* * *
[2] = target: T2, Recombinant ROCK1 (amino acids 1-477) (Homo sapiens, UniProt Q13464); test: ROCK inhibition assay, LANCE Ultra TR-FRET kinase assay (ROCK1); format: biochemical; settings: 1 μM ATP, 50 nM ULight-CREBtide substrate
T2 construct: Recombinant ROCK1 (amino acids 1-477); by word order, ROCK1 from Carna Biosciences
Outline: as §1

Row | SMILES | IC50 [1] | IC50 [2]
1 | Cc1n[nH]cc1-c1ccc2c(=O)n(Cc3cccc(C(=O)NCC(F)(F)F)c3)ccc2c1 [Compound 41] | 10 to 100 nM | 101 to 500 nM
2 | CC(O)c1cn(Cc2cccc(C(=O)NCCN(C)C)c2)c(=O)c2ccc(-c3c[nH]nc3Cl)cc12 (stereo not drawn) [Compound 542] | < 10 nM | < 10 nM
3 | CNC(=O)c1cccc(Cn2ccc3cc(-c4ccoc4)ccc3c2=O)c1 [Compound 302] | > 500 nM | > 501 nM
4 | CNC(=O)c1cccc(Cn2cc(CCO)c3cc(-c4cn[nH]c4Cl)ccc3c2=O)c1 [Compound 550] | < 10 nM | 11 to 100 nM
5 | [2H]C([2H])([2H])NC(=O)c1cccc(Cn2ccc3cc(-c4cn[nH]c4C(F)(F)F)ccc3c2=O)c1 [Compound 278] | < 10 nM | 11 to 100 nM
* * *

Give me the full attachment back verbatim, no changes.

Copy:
[2] = target: T2, Recombinant ROCK1 (amino acids 1-477) (Homo sapiens, UniProt Q13464); test: ROCK inhibition assay, LANCE Ultra TR-FRET kinase assay (ROCK1); format: biochemical; settings: 1 μM ATP, 50 nM ULight-CREBtide substrate
T2 construct: Recombinant ROCK1 (amino acids 1-477); by word order, ROCK1 from Carna Biosciences
Outline: as §1

Row | SMILES | IC50 [1] | IC50 [2]
1 | Cc1n[nH]cc1-c1ccc2c(=O)n(Cc3cccc(C(=O)NCC(F)(F)F)c3)ccc2c1 [Compound 41] | 10 to 100 nM | 101 to 500 nM
2 | CC(O)c1cn(Cc2cccc(C(=O)NCCN(C)C)c2)c(=O)c2ccc(-c3c[nH]nc3Cl)cc12 (stereo not drawn) [Compound 542] | < 10 nM | < 10 nM
3 | CNC(=O)c1cccc(Cn2ccc3cc(-c4ccoc4)ccc3c2=O)c1 [Compound 302] | > 500 nM | > 501 nM
4 | CNC(=O)c1cccc(Cn2cc(CCO)c3cc(-c4cn[nH]c4Cl)ccc3c2=O)c1 [Compound 550] | < 10 nM | 11 to 100 nM
5 | [2H]C([2H])([2H])NC(=O)c1cccc(Cn2ccc3cc(-c4cn[nH]c4C(F)(F)F)ccc3c2=O)c1 [Compound 278] | < 10 nM | 11 to 100 nM